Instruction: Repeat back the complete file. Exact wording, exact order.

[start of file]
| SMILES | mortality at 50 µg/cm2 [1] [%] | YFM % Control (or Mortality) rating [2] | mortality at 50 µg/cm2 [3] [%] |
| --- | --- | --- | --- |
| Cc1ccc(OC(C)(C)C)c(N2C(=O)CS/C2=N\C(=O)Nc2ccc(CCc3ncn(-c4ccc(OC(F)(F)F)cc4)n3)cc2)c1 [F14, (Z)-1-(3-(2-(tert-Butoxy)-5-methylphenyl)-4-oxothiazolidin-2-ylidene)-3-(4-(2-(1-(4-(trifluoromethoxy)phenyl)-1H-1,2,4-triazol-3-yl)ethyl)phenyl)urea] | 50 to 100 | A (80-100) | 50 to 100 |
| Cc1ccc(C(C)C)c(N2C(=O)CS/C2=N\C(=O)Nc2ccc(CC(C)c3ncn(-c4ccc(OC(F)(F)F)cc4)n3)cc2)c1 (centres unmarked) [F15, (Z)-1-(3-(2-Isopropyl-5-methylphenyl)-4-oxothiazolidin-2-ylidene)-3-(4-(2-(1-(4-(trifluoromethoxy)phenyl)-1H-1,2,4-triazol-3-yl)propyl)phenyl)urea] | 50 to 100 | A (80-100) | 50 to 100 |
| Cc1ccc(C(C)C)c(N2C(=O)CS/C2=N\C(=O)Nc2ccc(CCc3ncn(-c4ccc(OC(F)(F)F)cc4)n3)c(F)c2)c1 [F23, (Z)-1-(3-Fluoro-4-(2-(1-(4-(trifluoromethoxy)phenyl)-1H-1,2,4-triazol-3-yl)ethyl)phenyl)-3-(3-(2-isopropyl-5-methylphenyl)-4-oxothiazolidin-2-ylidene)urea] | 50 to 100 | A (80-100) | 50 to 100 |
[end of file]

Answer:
| SMILES | mortality at 50 µg/cm2 [1] [%] | YFM % Control (or Mortality) rating [2] | mortality at 50 µg/cm2 [3] [%] |
| --- | --- | --- | --- |
| Cc1ccc(OC(C)(C)C)c(N2C(=O)CS/C2=N\C(=O)Nc2ccc(CCc3ncn(-c4ccc(OC(F)(F)F)cc4)n3)cc2)c1 [F14, (Z)-1-(3-(2-(tert-Butoxy)-5-methylphenyl)-4-oxothiazolidin-2-ylidene)-3-(4-(2-(1-(4-(trifluoromethoxy)phenyl)-1H-1,2,4-triazol-3-yl)ethyl)phenyl)urea] | 50 to 100 | A (80-100) | 50 to 100 |
| Cc1ccc(C(C)C)c(N2C(=O)CS/C2=N\C(=O)Nc2ccc(CC(C)c3ncn(-c4ccc(OC(F)(F)F)cc4)n3)cc2)c1 (centres unmarked) [F15, (Z)-1-(3-(2-Isopropyl-5-methylphenyl)-4-oxothiazolidin-2-ylidene)-3-(4-(2-(1-(4-(trifluoromethoxy)phenyl)-1H-1,2,4-triazol-3-yl)propyl)phenyl)urea] | 50 to 100 | A (80-100) | 50 to 100 |
| Cc1ccc(C(C)C)c(N2C(=O)CS/C2=N\C(=O)Nc2ccc(CCc3ncn(-c4ccc(OC(F)(F)F)cc4)n3)c(F)c2)c1 [F23, (Z)-1-(3-Fluoro-4-(2-(1-(4-(trifluoromethoxy)phenyl)-1H-1,2,4-triazol-3-yl)ethyl)phenyl)-3-(3-(2-isopropyl-5-methylphenyl)-4-oxothiazolidin-2-ylidene)urea] | 50 to 100 | A (80-100) | 50 to 100 |